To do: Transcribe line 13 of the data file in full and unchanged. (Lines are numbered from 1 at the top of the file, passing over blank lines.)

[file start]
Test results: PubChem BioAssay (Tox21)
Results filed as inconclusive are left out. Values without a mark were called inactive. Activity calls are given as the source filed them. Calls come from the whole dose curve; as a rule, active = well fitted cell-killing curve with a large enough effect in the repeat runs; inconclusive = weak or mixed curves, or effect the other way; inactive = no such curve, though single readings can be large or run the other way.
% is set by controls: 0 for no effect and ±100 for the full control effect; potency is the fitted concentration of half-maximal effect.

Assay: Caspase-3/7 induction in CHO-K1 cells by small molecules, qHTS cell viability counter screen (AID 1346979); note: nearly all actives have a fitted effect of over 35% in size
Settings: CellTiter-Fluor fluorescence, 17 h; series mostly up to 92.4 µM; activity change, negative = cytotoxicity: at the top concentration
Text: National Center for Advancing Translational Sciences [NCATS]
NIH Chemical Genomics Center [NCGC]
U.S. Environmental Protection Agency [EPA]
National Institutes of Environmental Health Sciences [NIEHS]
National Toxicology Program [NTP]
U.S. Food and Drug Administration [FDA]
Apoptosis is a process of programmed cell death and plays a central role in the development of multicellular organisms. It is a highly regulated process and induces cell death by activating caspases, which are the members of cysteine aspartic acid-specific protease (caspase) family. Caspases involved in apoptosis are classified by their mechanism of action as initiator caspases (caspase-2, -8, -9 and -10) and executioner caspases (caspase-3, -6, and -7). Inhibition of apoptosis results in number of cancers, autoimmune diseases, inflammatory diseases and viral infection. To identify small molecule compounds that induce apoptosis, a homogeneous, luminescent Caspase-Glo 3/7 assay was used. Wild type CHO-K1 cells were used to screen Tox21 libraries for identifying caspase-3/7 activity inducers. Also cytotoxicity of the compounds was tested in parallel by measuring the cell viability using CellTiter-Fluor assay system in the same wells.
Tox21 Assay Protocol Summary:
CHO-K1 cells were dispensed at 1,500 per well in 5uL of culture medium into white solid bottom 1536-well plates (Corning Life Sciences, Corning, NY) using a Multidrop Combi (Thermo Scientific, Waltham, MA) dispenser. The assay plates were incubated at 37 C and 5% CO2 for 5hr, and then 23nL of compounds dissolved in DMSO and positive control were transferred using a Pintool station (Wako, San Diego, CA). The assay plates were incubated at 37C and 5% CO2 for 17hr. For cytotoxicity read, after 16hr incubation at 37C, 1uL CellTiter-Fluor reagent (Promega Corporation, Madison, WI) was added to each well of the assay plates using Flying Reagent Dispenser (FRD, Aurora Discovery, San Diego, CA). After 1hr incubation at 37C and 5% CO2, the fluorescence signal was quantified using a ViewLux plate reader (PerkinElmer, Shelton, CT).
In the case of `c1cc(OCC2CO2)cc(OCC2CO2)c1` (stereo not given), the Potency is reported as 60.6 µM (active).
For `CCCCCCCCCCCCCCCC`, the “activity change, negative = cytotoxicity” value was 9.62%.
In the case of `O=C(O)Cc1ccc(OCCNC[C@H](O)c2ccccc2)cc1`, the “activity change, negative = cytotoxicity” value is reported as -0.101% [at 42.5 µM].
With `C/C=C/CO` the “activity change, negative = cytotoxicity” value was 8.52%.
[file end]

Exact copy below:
Tox21 Assay Protocol Summary: